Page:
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Agoglia AE, Zhu M, Quadir SG, Bluitt MN, Douglass E, Hanback T, Tella J, Ying R, Hodge CW, Herman MA. Sex-specific plasticity in CRF regulation of inhibitory control in central amygdala CRF1 neurons after chronic voluntary alcohol drinking. Addict Biol. 2021 Jun 2:e13067. doi: 10.1111/adb.13067. Epub ahead of print. PMID: 34075665.

 

Pratt WE, Vaca-Tricerri R, Blanchard AC, Hopkins TR, Ilesanmi AO, Pierce-Messick Z, Rosner IA, Ying R. Selective serotonin receptor stimulation of the ventral tegmentum differentially affects appetitive motivation for sugar on a progressive ratio schedule of reinforcement. Behav Brain Res. 2021 Jan 23;403:113139. doi: 10.1016/j.bbr.2021.113139. Epub ahead of print. PMID: 33497748.

 

Agoglia AE, Zhu M, Ying R, Sidhu H, Natividad LA, Wolfe SA, Buczynski MW, Contet C, Parsons LH, Roberto M, Herman MA. Corticotropin-Releasing Factor Receptor-1 Neurons in the Lateral Amygdala Display Selective Sensitivity to Acute and Chronic Ethanol Exposure. eNeuro. 2020 Mar 5;7(2):ENEURO.0420-19.2020. doi: 10.1523/ENEURO.0420-19.2020. PMID: 32041742; PMCID: PMC7059189.

 

Otis JM, Zhu M, Namboodiri VMK, Cook CA, Kosyk O, Matan AM, Ying R, Hashikawa Y, Hashikawa K, Trujillo-Pisanty I, Guo J, Ung RL, Rodriguez-Romaguera J, Anton ES, Stuber GD. Paraventricular Thalamus Projection Neurons Integrate Cortical and Hypothalamic Signals for Cue-Reward Processing. Neuron. 2019 Aug 7;103(3):423-431.e4. doi: 10.1016/j.neuron.2019.05.018. Epub 2019 Jun 10. PMID: 31196673; PMCID: PMC6773659.

 

Bobby Gibbs

Bobby Gibbs is a postdoctoral fellow with translational focus, working with Ronna Hertzano and Matt Goupell at the Maryland Cochlear Implant Center of Excellence. Bobby’s research brings together genetic, electrophysiological and psychophysical measures to explain variability in temporal processing and acoustic cue utilization in cochlear implant listeners. He previously served as a postdoctoral researcher in the Department of Communication Sciences and Disorders the University of South Carolina. He earned his Ph.D. from Rensselaer Polytechnic Institute in architectural acoustics with an emphasis on spatial hearing.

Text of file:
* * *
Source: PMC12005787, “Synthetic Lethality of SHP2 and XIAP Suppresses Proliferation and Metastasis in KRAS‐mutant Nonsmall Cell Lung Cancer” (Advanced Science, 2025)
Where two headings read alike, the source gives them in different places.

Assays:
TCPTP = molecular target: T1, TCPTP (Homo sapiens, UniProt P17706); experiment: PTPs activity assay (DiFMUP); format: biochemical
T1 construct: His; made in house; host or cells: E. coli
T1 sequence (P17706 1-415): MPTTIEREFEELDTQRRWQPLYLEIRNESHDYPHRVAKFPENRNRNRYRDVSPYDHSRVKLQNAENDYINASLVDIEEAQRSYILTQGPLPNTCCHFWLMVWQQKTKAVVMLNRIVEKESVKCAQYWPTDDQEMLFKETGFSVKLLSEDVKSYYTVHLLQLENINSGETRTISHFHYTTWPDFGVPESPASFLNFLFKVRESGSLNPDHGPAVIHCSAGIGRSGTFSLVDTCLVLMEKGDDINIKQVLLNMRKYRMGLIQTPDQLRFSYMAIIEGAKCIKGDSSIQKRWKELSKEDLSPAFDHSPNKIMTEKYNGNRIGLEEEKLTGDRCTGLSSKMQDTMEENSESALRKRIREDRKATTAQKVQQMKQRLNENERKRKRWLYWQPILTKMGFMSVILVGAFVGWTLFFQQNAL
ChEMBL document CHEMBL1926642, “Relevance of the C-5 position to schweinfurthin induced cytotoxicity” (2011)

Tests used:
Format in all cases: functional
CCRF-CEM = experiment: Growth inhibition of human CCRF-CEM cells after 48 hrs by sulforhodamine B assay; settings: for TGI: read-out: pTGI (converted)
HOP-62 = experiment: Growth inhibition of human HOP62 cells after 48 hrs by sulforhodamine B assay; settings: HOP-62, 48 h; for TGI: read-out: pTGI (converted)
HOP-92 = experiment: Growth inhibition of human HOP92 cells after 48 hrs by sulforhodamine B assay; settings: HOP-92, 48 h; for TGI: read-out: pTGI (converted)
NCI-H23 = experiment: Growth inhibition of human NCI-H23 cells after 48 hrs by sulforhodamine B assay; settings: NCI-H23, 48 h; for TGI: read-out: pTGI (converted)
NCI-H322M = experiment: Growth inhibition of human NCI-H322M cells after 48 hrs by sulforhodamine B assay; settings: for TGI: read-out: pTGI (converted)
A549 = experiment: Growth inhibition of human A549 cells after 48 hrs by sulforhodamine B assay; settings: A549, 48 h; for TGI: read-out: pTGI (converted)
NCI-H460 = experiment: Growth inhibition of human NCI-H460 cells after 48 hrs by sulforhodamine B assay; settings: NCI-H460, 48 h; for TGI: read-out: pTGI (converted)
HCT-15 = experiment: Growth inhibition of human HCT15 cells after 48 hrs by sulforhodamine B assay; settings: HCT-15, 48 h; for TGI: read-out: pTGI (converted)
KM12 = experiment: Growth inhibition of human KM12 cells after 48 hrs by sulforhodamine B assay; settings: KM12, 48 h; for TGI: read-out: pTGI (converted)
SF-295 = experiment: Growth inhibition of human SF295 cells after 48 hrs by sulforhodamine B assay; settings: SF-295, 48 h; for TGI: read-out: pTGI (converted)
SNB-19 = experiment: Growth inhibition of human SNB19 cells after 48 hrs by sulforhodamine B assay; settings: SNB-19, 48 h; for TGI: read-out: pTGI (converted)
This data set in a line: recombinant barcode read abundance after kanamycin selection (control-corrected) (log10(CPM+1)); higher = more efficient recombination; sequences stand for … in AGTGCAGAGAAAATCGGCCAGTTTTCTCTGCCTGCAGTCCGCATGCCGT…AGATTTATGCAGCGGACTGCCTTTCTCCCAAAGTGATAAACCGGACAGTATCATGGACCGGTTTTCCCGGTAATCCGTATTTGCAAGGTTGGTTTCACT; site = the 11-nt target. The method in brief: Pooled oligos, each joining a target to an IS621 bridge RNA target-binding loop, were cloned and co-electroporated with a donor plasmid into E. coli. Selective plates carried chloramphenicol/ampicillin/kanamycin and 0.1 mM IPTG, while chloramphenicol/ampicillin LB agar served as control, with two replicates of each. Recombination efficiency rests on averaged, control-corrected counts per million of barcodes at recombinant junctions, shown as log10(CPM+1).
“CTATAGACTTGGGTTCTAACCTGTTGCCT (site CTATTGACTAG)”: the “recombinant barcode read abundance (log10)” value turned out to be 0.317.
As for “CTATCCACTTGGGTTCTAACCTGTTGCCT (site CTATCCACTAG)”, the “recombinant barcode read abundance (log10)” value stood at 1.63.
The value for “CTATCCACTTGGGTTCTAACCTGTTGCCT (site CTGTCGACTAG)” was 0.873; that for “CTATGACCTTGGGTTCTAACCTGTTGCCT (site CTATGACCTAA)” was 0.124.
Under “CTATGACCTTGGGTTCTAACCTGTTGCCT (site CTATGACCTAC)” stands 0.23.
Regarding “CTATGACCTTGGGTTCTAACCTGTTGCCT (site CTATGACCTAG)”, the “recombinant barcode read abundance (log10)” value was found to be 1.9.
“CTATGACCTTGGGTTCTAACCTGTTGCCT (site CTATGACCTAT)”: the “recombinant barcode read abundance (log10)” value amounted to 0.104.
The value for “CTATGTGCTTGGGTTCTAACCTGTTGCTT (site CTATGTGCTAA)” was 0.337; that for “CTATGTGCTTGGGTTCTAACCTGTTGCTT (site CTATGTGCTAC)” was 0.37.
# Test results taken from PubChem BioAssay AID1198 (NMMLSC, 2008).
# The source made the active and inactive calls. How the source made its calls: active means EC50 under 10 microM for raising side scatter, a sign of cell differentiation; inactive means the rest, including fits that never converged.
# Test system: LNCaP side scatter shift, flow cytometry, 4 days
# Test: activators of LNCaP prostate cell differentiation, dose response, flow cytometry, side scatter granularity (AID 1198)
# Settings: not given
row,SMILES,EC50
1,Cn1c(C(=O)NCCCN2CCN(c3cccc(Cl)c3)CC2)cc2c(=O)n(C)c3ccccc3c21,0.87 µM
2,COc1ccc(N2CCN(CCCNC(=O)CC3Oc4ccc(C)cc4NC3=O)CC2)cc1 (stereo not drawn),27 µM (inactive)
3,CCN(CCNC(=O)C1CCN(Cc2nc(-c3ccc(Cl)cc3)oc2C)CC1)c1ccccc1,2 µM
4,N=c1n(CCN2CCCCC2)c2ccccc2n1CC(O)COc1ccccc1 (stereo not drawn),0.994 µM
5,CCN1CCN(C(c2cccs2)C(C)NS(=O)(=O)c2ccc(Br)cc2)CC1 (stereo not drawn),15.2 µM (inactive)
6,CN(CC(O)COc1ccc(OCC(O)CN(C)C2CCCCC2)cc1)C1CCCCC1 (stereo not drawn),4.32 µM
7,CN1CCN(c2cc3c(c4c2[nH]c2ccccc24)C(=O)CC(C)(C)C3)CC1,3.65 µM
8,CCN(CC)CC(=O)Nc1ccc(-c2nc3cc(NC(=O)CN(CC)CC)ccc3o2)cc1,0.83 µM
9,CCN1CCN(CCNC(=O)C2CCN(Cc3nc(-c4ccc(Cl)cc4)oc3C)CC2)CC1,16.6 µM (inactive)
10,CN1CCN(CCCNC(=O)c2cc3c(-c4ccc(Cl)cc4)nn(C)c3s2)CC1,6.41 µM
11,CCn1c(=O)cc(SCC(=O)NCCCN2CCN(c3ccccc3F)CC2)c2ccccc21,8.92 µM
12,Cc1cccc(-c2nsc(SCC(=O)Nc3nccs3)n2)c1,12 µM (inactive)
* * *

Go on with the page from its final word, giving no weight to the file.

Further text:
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Publications :

Gibbs, B. E., & Fogerty, D. (2018). Explaining intelligibility in speech-modulated maskers using acoustic glimpse analysis. The Journal of the Acoustical Society of America, 143(6), EL449–EL455. https://doi.org/10.1121/1.5041466

 

Miller, R. E., Gibbs, B. E., & Fogerty, D. (2018). Glimpsing speech interrupted by speech-modulated noise. The Journal of the Acoustical Society of America, 143(5), 3058–3067. https://doi.org/10.1121/1.5038273

James Baldessano

James is a PhD student in the Neuroscience and Cognitive Science (NACS) program at UMD in the lab of Dr. Katrina MacLeod. He currently studies the chick auditory brainstem, working to understand the biophysical features that underlie the heterogeneous phenotypes and temporal properties in sound intensity circuits and inhibitory populations. He has his BA in Biology from Binghamton University in 2016.

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Katherine Palandrini

Katie is a Ph.D. student in the Hearing and Speech Sciences program and is mentored by Dr. Eric Hoover. Her research interests include psychoacoustics and the translation of laboratory tests into clinical tools to improve diagnostics, treatment, and outcomes for people with hearing loss. Katie received her B.S. from Northeastern University in 2016 and worked as a research assistant in the Auditory and Speech Sciences Laboratory at the University of South Florida prior to joining UMD as a Ph.D. student.